## The Value of Worthless Mathematics: It’s not ALL about ME!

Within our mathematics community, much of our recent efforts have been directed at presenting students mathematics related to problems (contexts) that are likely to be important to them. Some curricular work is limited to the mathematics for which such a context can be presented. Although relevant context is helpful, we lose something important when the context becomes more important than ‘mathematics’.

A related movement is the ‘guided pathways’ (see http://www.aacc.nche.edu/Resources/aaccprograms/pathways/Pages/ProjectInformation.aspx) which has a goal of aligning mathematics with the intended major, a guideline based on research showing improved completion when this is done. The guideline is being applied to both college-level and developmental course work.

In some ways, this makes sense … Mathematics has always had roots deep in practicality.

However, I see two failures resulting from these approaches:

- Mathematics is not always practical when ideas are developed or discovered.
- General education seeks to go beyond the parochial.

In the American culture of 2016, we seem to validate the notion that “I only have to care about things that impact me directly.” When we honestly tell students that this mathematics is important even though we are not showing a context for it, we should be able to expect students to honor the statement. In many ways, learning mathematics without context is a good training program for employment … I suspect that the majority of workers work in a job with little innate value to them, in which they need to honor a supervisor’s statement that doing a job a certain way is important.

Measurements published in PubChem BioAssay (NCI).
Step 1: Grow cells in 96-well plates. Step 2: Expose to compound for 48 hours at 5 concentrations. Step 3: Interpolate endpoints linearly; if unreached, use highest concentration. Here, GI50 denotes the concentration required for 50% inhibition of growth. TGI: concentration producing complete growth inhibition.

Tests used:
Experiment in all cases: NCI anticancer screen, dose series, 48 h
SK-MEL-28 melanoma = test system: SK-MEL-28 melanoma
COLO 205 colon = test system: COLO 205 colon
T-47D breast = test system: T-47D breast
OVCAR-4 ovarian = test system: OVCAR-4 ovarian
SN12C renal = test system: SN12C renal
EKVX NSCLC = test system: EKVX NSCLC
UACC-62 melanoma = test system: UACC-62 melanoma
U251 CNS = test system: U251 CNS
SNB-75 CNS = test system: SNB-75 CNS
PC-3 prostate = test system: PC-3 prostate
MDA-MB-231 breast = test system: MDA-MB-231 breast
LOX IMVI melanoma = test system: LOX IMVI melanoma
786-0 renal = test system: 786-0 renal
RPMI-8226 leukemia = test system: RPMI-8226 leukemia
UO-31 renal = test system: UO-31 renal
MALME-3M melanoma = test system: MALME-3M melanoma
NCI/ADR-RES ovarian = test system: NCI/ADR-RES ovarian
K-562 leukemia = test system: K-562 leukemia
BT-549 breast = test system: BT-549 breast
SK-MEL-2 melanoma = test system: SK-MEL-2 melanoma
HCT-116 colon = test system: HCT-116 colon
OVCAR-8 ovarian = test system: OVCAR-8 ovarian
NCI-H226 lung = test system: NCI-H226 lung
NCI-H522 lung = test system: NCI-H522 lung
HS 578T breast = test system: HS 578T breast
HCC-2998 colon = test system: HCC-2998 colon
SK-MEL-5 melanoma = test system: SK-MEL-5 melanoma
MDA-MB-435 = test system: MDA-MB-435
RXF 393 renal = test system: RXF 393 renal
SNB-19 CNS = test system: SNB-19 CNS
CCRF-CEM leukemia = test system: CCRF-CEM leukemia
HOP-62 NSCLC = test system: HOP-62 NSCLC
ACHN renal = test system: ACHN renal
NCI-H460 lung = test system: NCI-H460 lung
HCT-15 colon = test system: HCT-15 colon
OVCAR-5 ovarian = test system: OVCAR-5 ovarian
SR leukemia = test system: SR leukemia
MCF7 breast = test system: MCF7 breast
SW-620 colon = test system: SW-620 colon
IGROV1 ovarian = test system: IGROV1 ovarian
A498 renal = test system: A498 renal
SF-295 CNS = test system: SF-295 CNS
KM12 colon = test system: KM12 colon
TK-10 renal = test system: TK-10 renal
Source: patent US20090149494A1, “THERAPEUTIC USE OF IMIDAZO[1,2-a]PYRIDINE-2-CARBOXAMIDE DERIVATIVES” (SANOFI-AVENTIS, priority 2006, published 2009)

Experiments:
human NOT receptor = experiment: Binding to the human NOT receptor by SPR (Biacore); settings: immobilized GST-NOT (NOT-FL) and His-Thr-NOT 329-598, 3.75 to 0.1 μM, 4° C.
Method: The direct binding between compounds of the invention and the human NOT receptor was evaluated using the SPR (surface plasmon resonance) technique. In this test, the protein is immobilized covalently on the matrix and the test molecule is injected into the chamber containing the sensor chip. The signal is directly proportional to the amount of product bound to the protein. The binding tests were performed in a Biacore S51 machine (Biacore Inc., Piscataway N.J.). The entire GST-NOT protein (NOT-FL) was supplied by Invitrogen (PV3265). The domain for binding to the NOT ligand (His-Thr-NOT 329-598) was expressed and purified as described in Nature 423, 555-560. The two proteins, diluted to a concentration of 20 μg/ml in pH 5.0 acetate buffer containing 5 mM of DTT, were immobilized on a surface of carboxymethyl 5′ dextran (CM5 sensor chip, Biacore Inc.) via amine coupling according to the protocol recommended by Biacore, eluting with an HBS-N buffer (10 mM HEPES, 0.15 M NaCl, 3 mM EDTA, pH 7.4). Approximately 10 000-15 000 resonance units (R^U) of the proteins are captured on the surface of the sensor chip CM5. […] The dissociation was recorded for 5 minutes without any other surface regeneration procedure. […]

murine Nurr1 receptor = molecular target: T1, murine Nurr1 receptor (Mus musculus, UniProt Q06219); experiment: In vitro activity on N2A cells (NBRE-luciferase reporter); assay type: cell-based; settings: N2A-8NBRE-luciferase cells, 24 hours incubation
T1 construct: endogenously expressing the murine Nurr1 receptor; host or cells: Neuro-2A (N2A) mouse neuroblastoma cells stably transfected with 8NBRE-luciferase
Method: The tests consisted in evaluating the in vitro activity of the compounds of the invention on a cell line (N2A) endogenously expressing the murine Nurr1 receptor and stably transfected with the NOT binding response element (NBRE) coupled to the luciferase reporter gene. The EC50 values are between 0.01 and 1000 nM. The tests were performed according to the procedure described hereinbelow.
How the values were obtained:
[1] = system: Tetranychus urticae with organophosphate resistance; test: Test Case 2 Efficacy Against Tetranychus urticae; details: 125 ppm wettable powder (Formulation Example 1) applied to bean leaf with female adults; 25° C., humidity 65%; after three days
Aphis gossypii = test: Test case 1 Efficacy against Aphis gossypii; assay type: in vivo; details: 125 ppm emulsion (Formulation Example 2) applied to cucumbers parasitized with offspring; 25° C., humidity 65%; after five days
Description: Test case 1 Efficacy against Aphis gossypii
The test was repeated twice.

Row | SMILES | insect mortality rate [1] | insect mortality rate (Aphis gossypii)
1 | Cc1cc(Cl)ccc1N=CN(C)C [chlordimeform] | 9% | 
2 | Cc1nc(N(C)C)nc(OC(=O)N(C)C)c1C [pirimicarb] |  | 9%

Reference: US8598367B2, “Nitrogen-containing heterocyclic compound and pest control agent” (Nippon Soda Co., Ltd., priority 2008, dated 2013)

The role of general education has been both integral to higher education and marginalized in higher education. The values of ‘different perspectives’ and ‘modes of thought’ represent the building of capacity in a society to think about difficult problems without resorting to slogans and over-simplifications. When general education works, it is a beautiful thing. This type of rising to a higher level of problem solving can not occur when the classroom is limited to the shared current concerns of those present.

If we truly believe that students are well-served by allowing them to focus on their own interests and concerns, sure … let’s limit their mathematics to contexts that they can understand at the time.

I think that limitation is a dis-service to students (and is not respecting mathematics as a set of disciplines). Sure, we can have lots of fun when students are enthusiastic about our work in class. Do they have any better notion of what ‘mathematics’ is? Did the experience result in anything more than a few concepts that are applied in concrete ways?

Our courses should always contain significant elements of what I call “beautiful and useless mathematics”. “Beautiful” refers to the aspects of mathematics which appeal to mathematicians … which can vary from person to person, and from one domain to another. “Useless” refers to the ideas being developed in an abstract way without knowing if there will ever be any practical use.

One example of such ‘beautiful and useless mathematics’ would be functions which have a rate of change equal to the function. The number e is not immediately reasonable when we deal with concrete multiplicative change. We can contrive some contexts where the base e can be used, though most of these are more accessible to students using a percent growth rate (or decay). The use of e for the function, and for the rate of change in the function, is a thing of beauty.

In some ways, this post boils down to this statement:

Don’t sanitize any mathematics course to the point where all artistic merit is destroyed.

Although this post relates to a recent post on ‘where STEM students come from’, I think the idea is valuable for every student who walks in to a math class. We are not mathematicians because it is practical (though it is); we are mathematicians because there was something that attracted us. Our students deserve to see at least a small corner of the wonderful canvas called ‘mathematics’.

Join Dev Math Revival on Facebook: